Meanwhile the lower-end 550X development kit and the stand-alone Joule modules are scheduled for release in Q4. Pricing for those products has not yet been disclosed, though given the intent for Joule to be used in mass production devices, it’ll be interesting to see what Intel prices the stand-alone modules at.

Source: Intel

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  • smilingcrow - Wednesday, August 17, 2016 - link

    I normally just ignore them but made the mistake of reading one. Never again, just wish there was an ignore feature. Reply
  • ddriver - Wednesday, August 17, 2016 - link

    If you are so enlightened, humor me what's great or even exclusive about realsense? Google and M$ have already developed pretty much identical technology, just under different trademarks. And it is nothing new either, that stuff has been around for many years, it is really only new to geniuses like you. Consumerist fanboys rejoice as corporations put fancy names on tech that has been around for a while, and somehow it is new and great. But it new only to you, because you are far behind the curve, and although the tech has great potential, it will end up milking idiots far more than it empowers people, like every bit of technology that fell victim to the greedy corporations. Reply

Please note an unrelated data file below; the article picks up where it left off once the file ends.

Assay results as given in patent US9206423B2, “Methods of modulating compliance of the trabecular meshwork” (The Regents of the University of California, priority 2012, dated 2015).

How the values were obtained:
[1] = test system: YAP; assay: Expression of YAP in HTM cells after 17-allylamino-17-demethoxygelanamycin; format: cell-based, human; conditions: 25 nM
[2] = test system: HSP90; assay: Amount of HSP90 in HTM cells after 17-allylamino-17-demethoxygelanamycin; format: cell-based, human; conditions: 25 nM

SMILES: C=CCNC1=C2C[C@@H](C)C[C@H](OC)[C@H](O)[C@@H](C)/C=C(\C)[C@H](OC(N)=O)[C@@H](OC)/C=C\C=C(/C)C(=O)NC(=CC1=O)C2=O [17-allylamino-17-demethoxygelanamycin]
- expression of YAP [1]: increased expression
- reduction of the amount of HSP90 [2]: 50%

• name99 - Thursday, August 18, 2016 - link

    Look, the issue is not @ddriver's personality. It's not even the quality of the board. It is the RELEVANCE of the board to the supposed target market.
    If Intel want to sell a board to high-end hobbyists fine. But selling a high-end hobbyist board and claiming it is for IoT is just stupid.

    It's like Apple claiming that iPad's are servers. Yes, sure you could probably run some server software on an iPad, but doing so would be retarded, and calling an iPad a server is utterly unhelpful in describing the nature of the product.
    Likewise to claim that these boards are IoT boards is utterly unhelpful in describing their nature --- it is marketing jumping on a buzzword band-wagon, and I have no problem with @ddriver pointing out how stupid it is. We should all have a very low tolerance for marketing BS.
    Reply
  • jospoortvliet - Sunday, August 21, 2016 - link

    Amen. It is a shame anandtech.com doesn't call this out. Reply
  • Vatharian - Wednesday, August 17, 2016 - link